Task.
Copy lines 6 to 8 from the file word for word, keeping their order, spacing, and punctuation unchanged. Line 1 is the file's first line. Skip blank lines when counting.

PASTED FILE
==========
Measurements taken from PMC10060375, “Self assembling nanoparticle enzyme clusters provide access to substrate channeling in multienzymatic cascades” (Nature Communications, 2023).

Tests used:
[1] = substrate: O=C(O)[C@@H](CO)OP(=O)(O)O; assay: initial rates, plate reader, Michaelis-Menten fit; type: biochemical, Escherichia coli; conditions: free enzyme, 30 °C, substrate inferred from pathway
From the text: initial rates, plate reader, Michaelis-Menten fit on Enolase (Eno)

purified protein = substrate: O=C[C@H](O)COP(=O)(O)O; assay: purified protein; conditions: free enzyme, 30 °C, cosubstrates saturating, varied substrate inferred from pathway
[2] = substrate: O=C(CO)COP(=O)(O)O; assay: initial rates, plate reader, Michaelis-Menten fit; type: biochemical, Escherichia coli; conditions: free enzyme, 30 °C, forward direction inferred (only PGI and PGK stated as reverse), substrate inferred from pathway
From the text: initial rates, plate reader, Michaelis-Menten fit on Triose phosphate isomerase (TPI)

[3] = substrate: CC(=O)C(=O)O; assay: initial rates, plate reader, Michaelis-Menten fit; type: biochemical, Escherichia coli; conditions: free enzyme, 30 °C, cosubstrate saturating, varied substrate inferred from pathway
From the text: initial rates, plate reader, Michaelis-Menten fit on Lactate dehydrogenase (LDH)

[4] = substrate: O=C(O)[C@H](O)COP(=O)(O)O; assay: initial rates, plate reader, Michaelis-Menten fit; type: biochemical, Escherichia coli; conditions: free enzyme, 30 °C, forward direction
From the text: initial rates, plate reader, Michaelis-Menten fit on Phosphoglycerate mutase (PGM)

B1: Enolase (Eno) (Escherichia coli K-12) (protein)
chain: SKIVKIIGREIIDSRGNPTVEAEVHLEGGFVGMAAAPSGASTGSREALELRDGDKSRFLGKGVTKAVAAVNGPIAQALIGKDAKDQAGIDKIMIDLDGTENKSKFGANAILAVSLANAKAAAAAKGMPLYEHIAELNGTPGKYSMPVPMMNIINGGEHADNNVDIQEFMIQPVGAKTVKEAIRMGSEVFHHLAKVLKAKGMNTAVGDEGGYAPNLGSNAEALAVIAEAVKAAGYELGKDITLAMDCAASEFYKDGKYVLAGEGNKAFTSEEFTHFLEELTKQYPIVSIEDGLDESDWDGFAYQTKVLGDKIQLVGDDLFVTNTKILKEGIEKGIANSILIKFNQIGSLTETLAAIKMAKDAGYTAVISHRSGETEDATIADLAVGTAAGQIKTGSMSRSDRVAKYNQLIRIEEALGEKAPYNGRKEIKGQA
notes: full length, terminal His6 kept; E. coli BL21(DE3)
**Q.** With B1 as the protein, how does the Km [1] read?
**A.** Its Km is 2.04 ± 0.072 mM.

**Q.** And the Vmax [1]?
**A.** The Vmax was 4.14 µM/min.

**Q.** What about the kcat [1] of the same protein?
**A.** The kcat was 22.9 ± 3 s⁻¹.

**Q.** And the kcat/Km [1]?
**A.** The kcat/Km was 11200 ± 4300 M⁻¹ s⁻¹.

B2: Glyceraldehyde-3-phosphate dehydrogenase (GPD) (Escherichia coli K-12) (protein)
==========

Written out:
[2] = substrate: O=C(CO)COP(=O)(O)O; assay: initial rates, plate reader, Michaelis-Menten fit; type: biochemical, Escherichia coli; conditions: free enzyme, 30 °C, forward direction inferred (only PGI and PGK stated as reverse), substrate inferred from pathway
From the text: initial rates, plate reader, Michaelis-Menten fit on Triose phosphate isomerase (TPI)

[3] = substrate: CC(=O)C(=O)O; assay: initial rates, plate reader, Michaelis-Menten fit; type: biochemical, Escherichia coli; conditions: free enzyme, 30 °C, cosubstrate saturating, varied substrate inferred from pathway